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Is there a way to force Greenplum PostgreSQL to materialize a subquery in a WITH clause like what MATERIALIZE and INLINE optimizer hints do as below in Oracle?

WITH dept_count AS (
  SELECT /*+ MATERIALIZE */ deptno, COUNT(*) AS dept_count
  FROM   emp
  GROUP BY deptno)

I've been searching this for a while, only to find this functionality in Oracle.

I know I can use CREATE TABLE AS, but I have several similar queries, forcing me to drop the temporary table after each query, which is very inconvenient and maybe inefficient.

Update: I tested the following table:

CREATE TABLE test (id: INT);


                                 QUERY PLAN                                     
Aggregate  (cost=0.36..0.37 rows=1 width=8)
   ->  Gather Motion 32:1  (slice1; segments: 32)  (cost=0.01..0.35 rows=1 width=8)
         ->  Aggregate  (cost=0.01..0.01 rows=1 width=8)
               ->  Subquery Scan test2  (cost=0.00..0.00 rows=1 width=0)
                     ->  Seq Scan on test  (cost=0.00..0.00 rows=1 width=4)

I'm using Greenplum Postgresql 8.2

share|improve this question
Please post explain analyze output. –  Craig Ringer Mar 9 '13 at 2:05
PostgreSQL 8.2? CTEs have been introduced with Postgres 8.4. You mean 9.2 by any chance? –  Erwin Brandstetter Mar 9 '13 at 2:19
It's 8.2. I'm running on Greenplum, and Greenplum only supports older versions of Postgres –  Yang Mar 9 '13 at 2:23
I am confused. How do you run a CTE in 8.2? Or is this the EXPLAIN output from Oracle? Also, under posts that are not mine you need to use @-reply in comments to make sure I get a notification. –  Erwin Brandstetter Mar 9 '13 at 2:40
@Yang Also, if you're using Greenplum or similar please say so up front. It's very confusing when people post about 3rd party PostgreSQL variants without saying so, since all sorts of modifications have been made. PostgreSQL doesn't even have a Gather Motion plan node, there's just no such thing; Pg 8.2 also has no CTE support. So your question isn't really about PostgreSQL at all... –  Craig Ringer Mar 9 '13 at 8:02

2 Answers 2

up vote 1 down vote accepted

Temporary table

If you are looking for a temporary table that persists for the duration of your session, use an actual TEMPORARY TABLE.

SELECT deptno, COUNT(*) AS dept_count
FROM   emp
GROUP  BY deptno;

FROM t ...


However, there is no "global" temporary table in PostgreSQL. A temporary tables is only visible to the user who created it and only for the duration of the session it was created in.

CTEs are only visible in the query they are part of. Never beyond that.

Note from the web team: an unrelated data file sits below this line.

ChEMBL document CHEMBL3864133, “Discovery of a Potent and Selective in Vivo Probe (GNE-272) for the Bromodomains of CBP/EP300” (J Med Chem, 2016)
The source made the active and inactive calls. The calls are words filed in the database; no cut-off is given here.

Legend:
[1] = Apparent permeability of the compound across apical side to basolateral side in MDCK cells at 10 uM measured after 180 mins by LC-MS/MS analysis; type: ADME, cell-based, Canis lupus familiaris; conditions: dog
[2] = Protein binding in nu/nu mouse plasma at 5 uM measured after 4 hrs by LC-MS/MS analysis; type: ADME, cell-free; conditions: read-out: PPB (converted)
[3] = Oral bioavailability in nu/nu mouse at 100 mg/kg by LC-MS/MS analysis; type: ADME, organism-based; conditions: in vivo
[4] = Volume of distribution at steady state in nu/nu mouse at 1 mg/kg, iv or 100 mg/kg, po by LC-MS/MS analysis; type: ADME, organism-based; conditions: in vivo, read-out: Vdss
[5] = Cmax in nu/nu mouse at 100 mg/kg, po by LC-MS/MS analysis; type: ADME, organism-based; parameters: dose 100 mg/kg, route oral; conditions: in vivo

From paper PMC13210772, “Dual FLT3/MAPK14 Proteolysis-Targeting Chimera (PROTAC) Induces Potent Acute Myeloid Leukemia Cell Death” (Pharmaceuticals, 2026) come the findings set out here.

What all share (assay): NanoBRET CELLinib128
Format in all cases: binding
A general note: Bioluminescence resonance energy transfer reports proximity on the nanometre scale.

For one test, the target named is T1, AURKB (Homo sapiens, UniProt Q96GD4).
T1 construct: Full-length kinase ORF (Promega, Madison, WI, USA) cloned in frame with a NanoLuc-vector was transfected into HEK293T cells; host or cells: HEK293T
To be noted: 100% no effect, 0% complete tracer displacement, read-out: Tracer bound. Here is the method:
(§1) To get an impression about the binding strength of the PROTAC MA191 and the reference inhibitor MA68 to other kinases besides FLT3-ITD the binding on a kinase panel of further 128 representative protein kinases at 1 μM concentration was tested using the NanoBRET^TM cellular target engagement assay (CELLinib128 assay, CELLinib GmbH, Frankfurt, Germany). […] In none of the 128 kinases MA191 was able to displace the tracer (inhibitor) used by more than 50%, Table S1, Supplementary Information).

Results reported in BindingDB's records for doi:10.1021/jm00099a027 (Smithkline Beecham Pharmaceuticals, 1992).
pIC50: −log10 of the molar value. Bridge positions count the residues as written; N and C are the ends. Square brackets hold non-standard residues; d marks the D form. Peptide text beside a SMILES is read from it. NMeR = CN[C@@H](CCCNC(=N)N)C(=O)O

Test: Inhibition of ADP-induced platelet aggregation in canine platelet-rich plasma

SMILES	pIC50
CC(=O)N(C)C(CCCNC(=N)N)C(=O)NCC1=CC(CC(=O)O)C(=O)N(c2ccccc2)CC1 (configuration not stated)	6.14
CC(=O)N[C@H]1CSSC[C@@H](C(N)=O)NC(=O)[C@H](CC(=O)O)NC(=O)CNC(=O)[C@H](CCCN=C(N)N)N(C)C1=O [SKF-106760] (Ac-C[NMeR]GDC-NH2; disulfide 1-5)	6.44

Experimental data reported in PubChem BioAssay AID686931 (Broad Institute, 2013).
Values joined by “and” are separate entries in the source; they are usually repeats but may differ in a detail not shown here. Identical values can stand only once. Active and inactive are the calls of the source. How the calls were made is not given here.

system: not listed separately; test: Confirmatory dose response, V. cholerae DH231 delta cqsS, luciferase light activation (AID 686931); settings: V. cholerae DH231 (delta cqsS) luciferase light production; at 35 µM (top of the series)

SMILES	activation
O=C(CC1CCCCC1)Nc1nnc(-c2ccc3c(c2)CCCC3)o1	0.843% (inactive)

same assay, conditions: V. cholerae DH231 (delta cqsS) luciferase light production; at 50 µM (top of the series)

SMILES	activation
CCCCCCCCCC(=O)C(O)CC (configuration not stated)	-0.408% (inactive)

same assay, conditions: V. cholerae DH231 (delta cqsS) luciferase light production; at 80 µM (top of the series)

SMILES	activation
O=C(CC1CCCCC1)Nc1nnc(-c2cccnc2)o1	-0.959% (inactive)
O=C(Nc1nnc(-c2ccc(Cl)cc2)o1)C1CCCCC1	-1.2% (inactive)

Temp table exclusive to a single query

To restrict the visibility of your temp tables to a single query, put them into a transaction and add ON COMMIT DROP, which drops the temp table automatically at the end of the transaction:


The only use case I can think of, where this would make sense: if you want to create indexes on a huge temporary table:


FROM t ...;


Or (doesn't make a difference here):


If you use ROLLBACK, you can also just use a plain temp table, since everythng is rolled back anyways.

share|improve this answer
Yes, this can solve my problem, but it would be better if I can have a temporary table visible only within one query since I have several queries, each requiring a temporary table. It would be quite inconvenient to create and drop tables frequently. –  Yang Mar 9 '13 at 1:57
@Yang: OK, but that's what a CTE does out of the box: a temporary table visible only within one query. Unlike a subquery a CTE is visible at any query level of that query. What's the confusion here? –  Erwin Brandstetter Mar 9 '13 at 1:58
A CTE does not materialize the table. I'm joining three very large tables Postgresql runs out of storage without materializing the first join. –  Yang Mar 9 '13 at 1:59
@Yang: I added ways to create a temp table for one query only. But I am not sure this will give you any advantage over just using a CTE. –  Erwin Brandstetter Mar 9 '13 at 2:06

In PostgreSQL, a CTE is an optimisation barrier that forces materialization of the CTE term. This will hopefully change in future releases, but a backward compatibility option would be provided if it ever does.

If you do an explain analyze on your query, you will find that the dept_count term is being executed in a separate plan tree as a CTE Scan. It's accumulated into a tuplestore just like materialized results, IIRC.

Update: The author is actually using Greenplum. The above statement does not appear to be true for Greenplum, who implemented their own CTE support on top of a PostgreSQL 8.2 codebase or did a non-straightforward backport of the 8.4 CTE feature with significant changes. In Greenplum it looks like you might have to use a temporary table unless there are additional Greenplum-specific features available.

share|improve this answer
@Yang Answer updated. In short, you asked a tagged PostgreSQL and you're really using Greenplum not PostgreSQL so I can't really help you in detail with Greenplum-specific problem; maybe ask on greenplum.com/communities/forums . I suspect you're out of luck and will need to use temp tables. –  Craig Ringer Mar 10 '13 at 1:34

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